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Metro consultants confirm resident fears regarding noise and vibrations

  • Published in Local

metro logoA consulting firm hired by Metro has confirmed local residents’ concerns about Metro’s new 7000 series trains – they are louder than the old ones and may have a tendency to vibrate more, shaking nearby homes.

Consultants from Wilson Ihrig, the firm Metro hired for the study, said in the report posted online March 24 that in all but one residential site tested, vibration from the trains was higher for the 7000 series, than the older ones. The study concluded this by measuring ground-borne vibration in houses a few hundred feet from the track centerline when a train passed by.

The report’s authors said some Metro trains violated the organization’s design criteria by go over the recommend vibrations for nearby homes.

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Shake, Rattle, but Metro won’t roll

  • Published in Local

metro logoA Washington Metropolitan Area Transit Authority contractor has confirmed that some homes located over a section of the Green Line are vibrating more than they should but the cause of the vibration is unknown, Metro General Manager Paul Wiedefeld said last week.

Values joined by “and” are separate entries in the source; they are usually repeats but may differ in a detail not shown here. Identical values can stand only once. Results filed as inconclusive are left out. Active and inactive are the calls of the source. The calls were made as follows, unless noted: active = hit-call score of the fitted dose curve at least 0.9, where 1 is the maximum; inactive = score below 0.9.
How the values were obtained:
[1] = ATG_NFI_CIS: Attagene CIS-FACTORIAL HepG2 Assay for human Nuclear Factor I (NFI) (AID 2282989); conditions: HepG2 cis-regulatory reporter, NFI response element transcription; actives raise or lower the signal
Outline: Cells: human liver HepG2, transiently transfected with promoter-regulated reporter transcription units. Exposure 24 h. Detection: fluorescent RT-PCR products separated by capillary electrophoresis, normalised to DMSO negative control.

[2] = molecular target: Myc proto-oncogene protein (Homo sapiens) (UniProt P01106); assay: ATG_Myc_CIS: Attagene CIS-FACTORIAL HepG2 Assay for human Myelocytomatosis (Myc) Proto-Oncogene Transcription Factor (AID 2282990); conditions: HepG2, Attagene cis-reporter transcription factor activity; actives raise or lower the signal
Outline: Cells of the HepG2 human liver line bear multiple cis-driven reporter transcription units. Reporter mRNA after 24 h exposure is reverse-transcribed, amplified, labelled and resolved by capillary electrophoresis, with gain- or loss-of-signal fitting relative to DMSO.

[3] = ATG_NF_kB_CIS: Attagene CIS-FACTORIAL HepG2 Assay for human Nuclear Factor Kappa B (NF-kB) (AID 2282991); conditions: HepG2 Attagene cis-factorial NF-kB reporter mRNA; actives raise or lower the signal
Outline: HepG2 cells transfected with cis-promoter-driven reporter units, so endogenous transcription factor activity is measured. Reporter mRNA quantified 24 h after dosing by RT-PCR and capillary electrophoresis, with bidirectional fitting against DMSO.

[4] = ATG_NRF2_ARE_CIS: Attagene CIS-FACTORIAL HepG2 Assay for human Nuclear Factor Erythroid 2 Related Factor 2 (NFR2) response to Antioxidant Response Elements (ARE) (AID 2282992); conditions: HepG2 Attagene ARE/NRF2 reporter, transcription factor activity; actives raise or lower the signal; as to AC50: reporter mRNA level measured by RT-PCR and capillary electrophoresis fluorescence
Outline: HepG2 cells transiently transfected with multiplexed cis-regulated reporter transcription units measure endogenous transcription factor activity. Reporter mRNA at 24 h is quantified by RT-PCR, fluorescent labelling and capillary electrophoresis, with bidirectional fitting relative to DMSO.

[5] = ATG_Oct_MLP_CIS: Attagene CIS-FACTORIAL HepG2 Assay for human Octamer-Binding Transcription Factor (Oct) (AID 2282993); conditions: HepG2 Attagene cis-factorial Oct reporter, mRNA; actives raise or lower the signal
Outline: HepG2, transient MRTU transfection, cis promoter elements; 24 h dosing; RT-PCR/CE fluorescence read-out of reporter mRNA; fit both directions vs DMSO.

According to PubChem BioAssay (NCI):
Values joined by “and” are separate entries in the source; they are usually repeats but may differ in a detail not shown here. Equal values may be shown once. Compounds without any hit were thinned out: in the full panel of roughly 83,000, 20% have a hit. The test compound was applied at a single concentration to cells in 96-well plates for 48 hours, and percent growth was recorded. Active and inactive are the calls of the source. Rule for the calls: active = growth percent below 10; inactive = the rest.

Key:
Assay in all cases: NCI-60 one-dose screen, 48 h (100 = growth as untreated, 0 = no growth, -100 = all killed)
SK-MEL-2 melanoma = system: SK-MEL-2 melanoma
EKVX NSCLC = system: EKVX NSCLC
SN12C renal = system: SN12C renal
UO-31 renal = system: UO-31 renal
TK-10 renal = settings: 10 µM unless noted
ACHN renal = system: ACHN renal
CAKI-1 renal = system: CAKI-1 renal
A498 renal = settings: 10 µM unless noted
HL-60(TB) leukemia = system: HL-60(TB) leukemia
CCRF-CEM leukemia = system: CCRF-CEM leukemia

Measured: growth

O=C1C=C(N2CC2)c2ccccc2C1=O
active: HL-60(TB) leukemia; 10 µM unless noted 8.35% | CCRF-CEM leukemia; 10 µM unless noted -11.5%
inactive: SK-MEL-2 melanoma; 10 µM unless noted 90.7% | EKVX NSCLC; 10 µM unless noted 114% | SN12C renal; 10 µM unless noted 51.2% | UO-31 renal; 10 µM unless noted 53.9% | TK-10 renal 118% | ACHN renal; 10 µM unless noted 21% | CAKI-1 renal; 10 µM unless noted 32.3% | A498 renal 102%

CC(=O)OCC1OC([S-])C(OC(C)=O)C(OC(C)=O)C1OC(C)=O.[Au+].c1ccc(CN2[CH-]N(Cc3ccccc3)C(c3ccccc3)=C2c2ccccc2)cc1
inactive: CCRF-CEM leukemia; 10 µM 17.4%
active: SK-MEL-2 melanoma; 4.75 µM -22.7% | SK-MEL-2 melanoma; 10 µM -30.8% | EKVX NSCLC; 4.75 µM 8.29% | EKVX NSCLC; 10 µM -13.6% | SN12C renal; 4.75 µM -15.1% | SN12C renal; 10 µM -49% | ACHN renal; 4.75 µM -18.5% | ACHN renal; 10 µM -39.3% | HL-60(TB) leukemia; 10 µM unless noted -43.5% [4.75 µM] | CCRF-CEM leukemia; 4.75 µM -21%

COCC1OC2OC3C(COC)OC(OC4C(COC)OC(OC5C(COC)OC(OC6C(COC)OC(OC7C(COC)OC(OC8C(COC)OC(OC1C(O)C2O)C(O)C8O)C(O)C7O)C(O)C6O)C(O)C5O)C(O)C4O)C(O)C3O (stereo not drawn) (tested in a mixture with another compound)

“WMATA continues to analyze track conditions, car design and car maintenance to identify the cause or causes for the elevated readings,” Wiedefeld said, but a report on the investigation of vibrating homes will not be available until 2018.

Ward 4 D.C. Council member Brandon Todd said residents in Northwest D.C. have been complaining to him about vibrations and damage to their homes for more than a year. 

“I remain extremely concerned that progress on this matter has been unusually slow, given the significance of the impacts described by residents,” Todd said last month.  “They report intense shaking of the vibration of their homes, which is causing cracks in the wall and other property damage. Similar reports have also occurred in other neighborhoods throughout the district.”

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Metro Examines Fasteners

  • Published in Local

Vibrations on the Green Line and possible ties to derailments explored in subway

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WASHINGTON – Metro’s chief safety officer, Pat Lavin, said Tuesday Metro is investigating a possible connection between Metro rail fasteners and shaking houses located above the Green Line.

Inspectors say some of the fasteners may have been less than a day old when discovered broken.

“I wouldn’t say the rail clips are defective,” Lavin said. “If there’s an issue with a certain clip or a certain batch, those would be explored.”

Residents of D.C. neighborhood Petworth, located above the Green Line, complained to Metro executives last year they believe trains are causing their houses to shake and to vibrate, Metro said.

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